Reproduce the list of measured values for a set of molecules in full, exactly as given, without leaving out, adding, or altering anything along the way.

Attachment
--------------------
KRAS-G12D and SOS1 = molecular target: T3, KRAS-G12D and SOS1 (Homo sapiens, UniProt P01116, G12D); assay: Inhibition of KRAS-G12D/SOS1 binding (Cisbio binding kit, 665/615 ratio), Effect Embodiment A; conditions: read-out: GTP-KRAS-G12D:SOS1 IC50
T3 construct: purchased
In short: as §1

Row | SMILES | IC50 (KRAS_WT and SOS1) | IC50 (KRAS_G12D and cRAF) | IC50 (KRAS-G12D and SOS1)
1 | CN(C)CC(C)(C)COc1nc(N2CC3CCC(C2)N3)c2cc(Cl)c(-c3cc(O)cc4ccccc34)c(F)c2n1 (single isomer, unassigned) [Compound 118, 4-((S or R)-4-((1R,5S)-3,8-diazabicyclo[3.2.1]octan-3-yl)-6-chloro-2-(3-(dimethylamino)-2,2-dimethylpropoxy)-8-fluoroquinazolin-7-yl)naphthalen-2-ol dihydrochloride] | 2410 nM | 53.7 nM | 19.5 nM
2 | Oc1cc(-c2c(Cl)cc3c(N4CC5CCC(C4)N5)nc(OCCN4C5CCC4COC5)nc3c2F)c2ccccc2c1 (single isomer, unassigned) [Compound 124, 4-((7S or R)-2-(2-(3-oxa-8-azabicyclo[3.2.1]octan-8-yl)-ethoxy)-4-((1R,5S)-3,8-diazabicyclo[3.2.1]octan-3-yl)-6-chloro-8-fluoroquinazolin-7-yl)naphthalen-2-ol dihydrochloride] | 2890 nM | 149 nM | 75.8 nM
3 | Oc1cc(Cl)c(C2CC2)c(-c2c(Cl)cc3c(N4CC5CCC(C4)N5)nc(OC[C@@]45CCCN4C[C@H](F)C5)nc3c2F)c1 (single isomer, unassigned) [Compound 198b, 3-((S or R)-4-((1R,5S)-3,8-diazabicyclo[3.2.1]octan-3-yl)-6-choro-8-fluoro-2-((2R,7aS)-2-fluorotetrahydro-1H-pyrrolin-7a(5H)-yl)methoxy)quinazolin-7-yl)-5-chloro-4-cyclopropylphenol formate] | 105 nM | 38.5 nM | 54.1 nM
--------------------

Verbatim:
KRAS-G12D and SOS1 = molecular target: T3, KRAS-G12D and SOS1 (Homo sapiens, UniProt P01116, G12D); assay: Inhibition of KRAS-G12D/SOS1 binding (Cisbio binding kit, 665/615 ratio), Effect Embodiment A; conditions: read-out: GTP-KRAS-G12D:SOS1 IC50
T3 construct: purchased
In short: as §1

Row | SMILES | IC50 (KRAS_WT and SOS1) | IC50 (KRAS_G12D and cRAF) | IC50 (KRAS-G12D and SOS1)
1 | CN(C)CC(C)(C)COc1nc(N2CC3CCC(C2)N3)c2cc(Cl)c(-c3cc(O)cc4ccccc34)c(F)c2n1 (single isomer, unassigned) [Compound 118, 4-((S or R)-4-((1R,5S)-3,8-diazabicyclo[3.2.1]octan-3-yl)-6-chloro-2-(3-(dimethylamino)-2,2-dimethylpropoxy)-8-fluoroquinazolin-7-yl)naphthalen-2-ol dihydrochloride] | 2410 nM | 53.7 nM | 19.5 nM
2 | Oc1cc(-c2c(Cl)cc3c(N4CC5CCC(C4)N5)nc(OCCN4C5CCC4COC5)nc3c2F)c2ccccc2c1 (single isomer, unassigned) [Compound 124, 4-((7S or R)-2-(2-(3-oxa-8-azabicyclo[3.2.1]octan-8-yl)-ethoxy)-4-((1R,5S)-3,8-diazabicyclo[3.2.1]octan-3-yl)-6-chloro-8-fluoroquinazolin-7-yl)naphthalen-2-ol dihydrochloride] | 2890 nM | 149 nM | 75.8 nM
3 | Oc1cc(Cl)c(C2CC2)c(-c2c(Cl)cc3c(N4CC5CCC(C4)N5)nc(OC[C@@]45CCCN4C[C@H](F)C5)nc3c2F)c1 (single isomer, unassigned) [Compound 198b, 3-((S or R)-4-((1R,5S)-3,8-diazabicyclo[3.2.1]octan-3-yl)-6-choro-8-fluoro-2-((2R,7aS)-2-fluorotetrahydro-1H-pyrrolin-7a(5H)-yl)methoxy)quinazolin-7-yl)-5-chloro-4-cyclopropylphenol formate] | 105 nM | 38.5 nM | 54.1 nM